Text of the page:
Although many people he meets are amazed to hear about this rapid ascension, Quiñones holds that there’s no secret to his success. “I think we all can do it. The question is, who is willing to sacrifi ce? And by that, I mean: Who is willing to sacrifice nights without sleep? Who is willing to sacrifice days without eating? Who is willing to sacrifice times without seeing your family—months or years? And that’s really what it comes down to.”
He describes his drive to succeed this way:
When you go into a room that is absolutely dark and they close the door behind you, the challenge is to find the switch and turn the light on. Some have an innate ability to remain calm and find the switch. They put one foot in front of another. I knew I could do it if I worked hard and put passion in what I did. I kept all my senses in a hyperacute state until I found that switch, which was becoming a brain surgeon. I have always remained open to opportunities and open to challenges. You have to focus on the reward that comes after the difficulty—keep your eyes on the prize.
One of the most challenging phases of his journey was his residency at the University of California, San Francisco. “The most difficult thing is to realize that no matter what you do, no matter how much effort you put in to save a human life, at the end of the day, you cannot defeat nature,” he says. “I realized that no matter what I did, life would escape me sometimes.”
He was working more than 120 hours a week and was home so little that his children called the hospital “Daddy’s house.” The emotional, psychological and physical demands almost overwhelmed him. “But I overcame it,” he says. “I turned all the negative energy into positive energy. It’s all a learning process.”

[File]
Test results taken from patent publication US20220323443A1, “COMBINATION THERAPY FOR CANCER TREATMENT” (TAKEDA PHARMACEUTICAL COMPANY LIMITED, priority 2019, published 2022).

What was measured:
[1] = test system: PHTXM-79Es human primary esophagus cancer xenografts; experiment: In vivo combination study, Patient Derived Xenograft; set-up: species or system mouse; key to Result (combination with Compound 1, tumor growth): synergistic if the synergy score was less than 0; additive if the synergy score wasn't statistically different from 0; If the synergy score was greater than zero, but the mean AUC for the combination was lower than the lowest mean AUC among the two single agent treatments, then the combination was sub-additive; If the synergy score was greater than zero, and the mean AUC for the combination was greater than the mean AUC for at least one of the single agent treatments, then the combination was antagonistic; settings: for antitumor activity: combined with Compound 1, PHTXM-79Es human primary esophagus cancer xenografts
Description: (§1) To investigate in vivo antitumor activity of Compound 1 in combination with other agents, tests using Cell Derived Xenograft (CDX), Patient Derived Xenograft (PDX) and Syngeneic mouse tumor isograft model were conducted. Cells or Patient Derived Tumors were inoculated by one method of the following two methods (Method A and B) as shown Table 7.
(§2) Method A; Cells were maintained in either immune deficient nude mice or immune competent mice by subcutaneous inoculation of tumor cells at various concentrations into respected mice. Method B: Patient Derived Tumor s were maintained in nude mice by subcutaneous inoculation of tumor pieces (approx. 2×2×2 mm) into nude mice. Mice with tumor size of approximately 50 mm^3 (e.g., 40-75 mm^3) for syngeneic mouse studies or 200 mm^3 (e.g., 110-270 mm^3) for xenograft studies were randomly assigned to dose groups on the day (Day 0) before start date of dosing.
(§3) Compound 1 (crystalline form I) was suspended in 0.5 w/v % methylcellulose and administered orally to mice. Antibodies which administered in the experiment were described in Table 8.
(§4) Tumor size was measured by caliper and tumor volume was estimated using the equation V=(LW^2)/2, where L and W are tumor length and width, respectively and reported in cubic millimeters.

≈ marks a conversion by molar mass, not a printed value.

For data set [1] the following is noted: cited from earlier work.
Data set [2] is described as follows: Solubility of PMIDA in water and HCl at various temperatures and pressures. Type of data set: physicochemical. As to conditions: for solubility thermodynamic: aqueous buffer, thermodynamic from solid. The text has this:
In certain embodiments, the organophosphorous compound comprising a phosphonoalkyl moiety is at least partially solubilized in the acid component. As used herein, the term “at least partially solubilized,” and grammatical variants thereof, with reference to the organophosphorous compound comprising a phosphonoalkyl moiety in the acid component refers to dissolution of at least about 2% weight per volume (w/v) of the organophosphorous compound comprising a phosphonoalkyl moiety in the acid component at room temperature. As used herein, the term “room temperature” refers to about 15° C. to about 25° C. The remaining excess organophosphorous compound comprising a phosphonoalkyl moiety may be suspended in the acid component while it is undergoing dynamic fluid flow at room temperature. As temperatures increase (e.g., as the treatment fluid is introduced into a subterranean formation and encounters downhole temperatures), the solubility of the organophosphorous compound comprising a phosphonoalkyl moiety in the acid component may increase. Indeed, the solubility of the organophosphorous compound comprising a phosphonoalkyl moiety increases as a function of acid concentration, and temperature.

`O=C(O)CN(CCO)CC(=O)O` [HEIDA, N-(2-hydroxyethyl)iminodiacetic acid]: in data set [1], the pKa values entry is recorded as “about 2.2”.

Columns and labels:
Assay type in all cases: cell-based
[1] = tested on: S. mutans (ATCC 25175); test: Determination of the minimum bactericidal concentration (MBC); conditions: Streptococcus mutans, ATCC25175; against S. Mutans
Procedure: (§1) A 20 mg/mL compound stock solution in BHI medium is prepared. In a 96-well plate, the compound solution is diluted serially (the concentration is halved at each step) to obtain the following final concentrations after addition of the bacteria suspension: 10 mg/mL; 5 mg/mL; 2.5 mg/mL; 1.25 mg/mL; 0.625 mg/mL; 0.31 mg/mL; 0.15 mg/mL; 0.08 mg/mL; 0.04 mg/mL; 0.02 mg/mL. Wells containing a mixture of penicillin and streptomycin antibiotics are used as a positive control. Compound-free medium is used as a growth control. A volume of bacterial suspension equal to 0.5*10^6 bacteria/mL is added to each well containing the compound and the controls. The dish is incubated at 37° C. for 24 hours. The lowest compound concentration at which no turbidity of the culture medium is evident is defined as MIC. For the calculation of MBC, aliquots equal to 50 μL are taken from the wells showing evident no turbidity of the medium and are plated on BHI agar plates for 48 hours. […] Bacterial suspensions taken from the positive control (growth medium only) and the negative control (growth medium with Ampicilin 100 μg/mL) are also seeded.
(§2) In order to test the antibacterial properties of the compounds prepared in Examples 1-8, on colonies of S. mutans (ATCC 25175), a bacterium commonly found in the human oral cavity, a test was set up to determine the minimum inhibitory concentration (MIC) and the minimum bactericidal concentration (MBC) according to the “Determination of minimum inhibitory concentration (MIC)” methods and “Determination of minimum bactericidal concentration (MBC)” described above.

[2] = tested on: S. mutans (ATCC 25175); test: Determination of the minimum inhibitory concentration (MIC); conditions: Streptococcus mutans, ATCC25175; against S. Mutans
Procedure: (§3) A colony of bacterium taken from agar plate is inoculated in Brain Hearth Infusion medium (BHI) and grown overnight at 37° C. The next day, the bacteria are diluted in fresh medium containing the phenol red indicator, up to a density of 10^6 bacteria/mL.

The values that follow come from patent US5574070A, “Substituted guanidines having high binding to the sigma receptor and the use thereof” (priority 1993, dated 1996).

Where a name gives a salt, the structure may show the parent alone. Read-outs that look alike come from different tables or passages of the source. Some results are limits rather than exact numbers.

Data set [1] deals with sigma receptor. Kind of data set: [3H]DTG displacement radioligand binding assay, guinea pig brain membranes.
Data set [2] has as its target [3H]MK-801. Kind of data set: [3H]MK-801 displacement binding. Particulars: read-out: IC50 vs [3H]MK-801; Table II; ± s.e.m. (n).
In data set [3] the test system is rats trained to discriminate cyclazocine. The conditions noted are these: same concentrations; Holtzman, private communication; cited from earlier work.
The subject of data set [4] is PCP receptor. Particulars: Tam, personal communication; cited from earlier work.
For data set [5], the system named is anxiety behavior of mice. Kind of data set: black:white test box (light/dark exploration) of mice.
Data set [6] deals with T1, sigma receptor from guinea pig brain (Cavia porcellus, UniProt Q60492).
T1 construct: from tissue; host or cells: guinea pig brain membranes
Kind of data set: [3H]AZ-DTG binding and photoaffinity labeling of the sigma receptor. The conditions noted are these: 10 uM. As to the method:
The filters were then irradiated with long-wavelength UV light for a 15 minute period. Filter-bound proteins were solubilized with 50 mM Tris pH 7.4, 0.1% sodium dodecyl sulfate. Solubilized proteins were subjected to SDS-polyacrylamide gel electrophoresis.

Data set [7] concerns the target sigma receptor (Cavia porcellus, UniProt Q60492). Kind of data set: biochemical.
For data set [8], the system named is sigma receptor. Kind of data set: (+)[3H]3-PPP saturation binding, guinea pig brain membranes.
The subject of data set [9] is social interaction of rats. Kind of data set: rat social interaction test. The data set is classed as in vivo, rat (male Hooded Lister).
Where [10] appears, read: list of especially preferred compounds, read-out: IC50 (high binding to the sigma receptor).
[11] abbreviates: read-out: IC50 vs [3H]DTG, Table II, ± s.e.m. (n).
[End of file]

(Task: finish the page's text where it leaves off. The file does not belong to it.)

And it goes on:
Today, as an associate professor of neurosurgery and oncology, Quiñones is the director of the brain tumor program at the Johns Hopkins Bayview campus. Despite his standing and achievements, though, he still encounters patients who hear his accent and question his qualifications. And, although he became a citizen in 1997, Quiñones meets those who resent the fact that he entered the country illegally. But such prejudice doesn’t faze him. It fuels him: “I try to work harder; I try to make contributions to our society. Only time will tell the truth. I can’t make people change their mind. I just go down to the basic principles of hard work and try to be a good human being.”
To ensure that his children also understand the value of hard work, Quiñones involves them in events, such as his talk with the students, and his kids have their share of chores around the house. Quiñones thinks he’s getting through: Recently, his son saved $13 and donated it to brain cancer research.
Ultimately, the goal of Quiñones’ years of work and sacrifice is not personal gratification. Everything he does is a way of giving back to the country that gave him the chance to be something more, he says.
“I have to believe that what I do as an academician, as a brain scientist, as a cancer researcher is someday going to touch millions of lives. I have to believe that what I do as a father will have an effect on our society, because I recognize that my most important contribution… is what I do as a father for my children and what I do as a mentor for my students who I meet every day. That, I have to believe, is really going to change the world.”